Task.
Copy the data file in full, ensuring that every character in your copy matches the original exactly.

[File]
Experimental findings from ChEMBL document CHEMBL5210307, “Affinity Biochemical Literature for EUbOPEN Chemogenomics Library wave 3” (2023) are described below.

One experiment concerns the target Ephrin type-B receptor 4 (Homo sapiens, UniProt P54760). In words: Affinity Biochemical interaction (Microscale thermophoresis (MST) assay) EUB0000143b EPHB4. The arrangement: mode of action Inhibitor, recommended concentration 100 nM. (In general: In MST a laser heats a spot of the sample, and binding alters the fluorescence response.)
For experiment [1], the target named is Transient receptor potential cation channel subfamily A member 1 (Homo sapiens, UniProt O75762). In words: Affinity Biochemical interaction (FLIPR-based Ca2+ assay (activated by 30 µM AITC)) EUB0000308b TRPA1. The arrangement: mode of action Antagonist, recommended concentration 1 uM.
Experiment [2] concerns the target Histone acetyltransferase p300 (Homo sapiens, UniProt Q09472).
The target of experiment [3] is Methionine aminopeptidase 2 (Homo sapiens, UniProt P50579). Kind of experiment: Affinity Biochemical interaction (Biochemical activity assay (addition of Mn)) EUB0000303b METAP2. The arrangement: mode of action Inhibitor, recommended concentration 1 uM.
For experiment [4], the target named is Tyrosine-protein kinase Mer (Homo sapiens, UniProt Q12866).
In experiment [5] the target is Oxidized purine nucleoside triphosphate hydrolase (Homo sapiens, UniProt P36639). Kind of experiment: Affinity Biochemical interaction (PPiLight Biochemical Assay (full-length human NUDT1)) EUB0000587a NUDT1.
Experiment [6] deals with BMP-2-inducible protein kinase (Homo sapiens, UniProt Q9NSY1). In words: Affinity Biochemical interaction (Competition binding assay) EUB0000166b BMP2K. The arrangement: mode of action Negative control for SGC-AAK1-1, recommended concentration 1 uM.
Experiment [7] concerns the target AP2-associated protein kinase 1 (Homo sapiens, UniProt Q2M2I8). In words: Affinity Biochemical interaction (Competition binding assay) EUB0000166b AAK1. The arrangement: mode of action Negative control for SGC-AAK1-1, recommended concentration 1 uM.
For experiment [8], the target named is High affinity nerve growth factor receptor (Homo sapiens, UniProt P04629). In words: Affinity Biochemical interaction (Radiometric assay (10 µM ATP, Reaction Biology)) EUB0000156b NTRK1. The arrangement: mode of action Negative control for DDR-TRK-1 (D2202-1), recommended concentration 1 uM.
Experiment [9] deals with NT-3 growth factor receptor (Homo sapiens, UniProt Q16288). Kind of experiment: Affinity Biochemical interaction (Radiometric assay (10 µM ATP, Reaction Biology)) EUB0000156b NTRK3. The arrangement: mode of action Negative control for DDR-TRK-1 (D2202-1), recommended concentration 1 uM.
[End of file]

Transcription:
Experimental findings from ChEMBL document CHEMBL5210307, “Affinity Biochemical Literature for EUbOPEN Chemogenomics Library wave 3” (2023) are described below.

One experiment concerns the target Ephrin type-B receptor 4 (Homo sapiens, UniProt P54760). In words: Affinity Biochemical interaction (Microscale thermophoresis (MST) assay) EUB0000143b EPHB4. The arrangement: mode of action Inhibitor, recommended concentration 100 nM. (In general: In MST a laser heats a spot of the sample, and binding alters the fluorescence response.)
For experiment [1], the target named is Transient receptor potential cation channel subfamily A member 1 (Homo sapiens, UniProt O75762). In words: Affinity Biochemical interaction (FLIPR-based Ca2+ assay (activated by 30 µM AITC)) EUB0000308b TRPA1. The arrangement: mode of action Antagonist, recommended concentration 1 uM.
Experiment [2] concerns the target Histone acetyltransferase p300 (Homo sapiens, UniProt Q09472).
The target of experiment [3] is Methionine aminopeptidase 2 (Homo sapiens, UniProt P50579). Kind of experiment: Affinity Biochemical interaction (Biochemical activity assay (addition of Mn)) EUB0000303b METAP2. The arrangement: mode of action Inhibitor, recommended concentration 1 uM.
For experiment [4], the target named is Tyrosine-protein kinase Mer (Homo sapiens, UniProt Q12866).
In experiment [5] the target is Oxidized purine nucleoside triphosphate hydrolase (Homo sapiens, UniProt P36639). Kind of experiment: Affinity Biochemical interaction (PPiLight Biochemical Assay (full-length human NUDT1)) EUB0000587a NUDT1.
Experiment [6] deals with BMP-2-inducible protein kinase (Homo sapiens, UniProt Q9NSY1). In words: Affinity Biochemical interaction (Competition binding assay) EUB0000166b BMP2K. The arrangement: mode of action Negative control for SGC-AAK1-1, recommended concentration 1 uM.
Experiment [7] concerns the target AP2-associated protein kinase 1 (Homo sapiens, UniProt Q2M2I8). In words: Affinity Biochemical interaction (Competition binding assay) EUB0000166b AAK1. The arrangement: mode of action Negative control for SGC-AAK1-1, recommended concentration 1 uM.
For experiment [8], the target named is High affinity nerve growth factor receptor (Homo sapiens, UniProt P04629). In words: Affinity Biochemical interaction (Radiometric assay (10 µM ATP, Reaction Biology)) EUB0000156b NTRK1. The arrangement: mode of action Negative control for DDR-TRK-1 (D2202-1), recommended concentration 1 uM.
Experiment [9] deals with NT-3 growth factor receptor (Homo sapiens, UniProt Q16288). Kind of experiment: Affinity Biochemical interaction (Radiometric assay (10 µM ATP, Reaction Biology)) EUB0000156b NTRK3. The arrangement: mode of action Negative control for DDR-TRK-1 (D2202-1), recommended concentration 1 uM.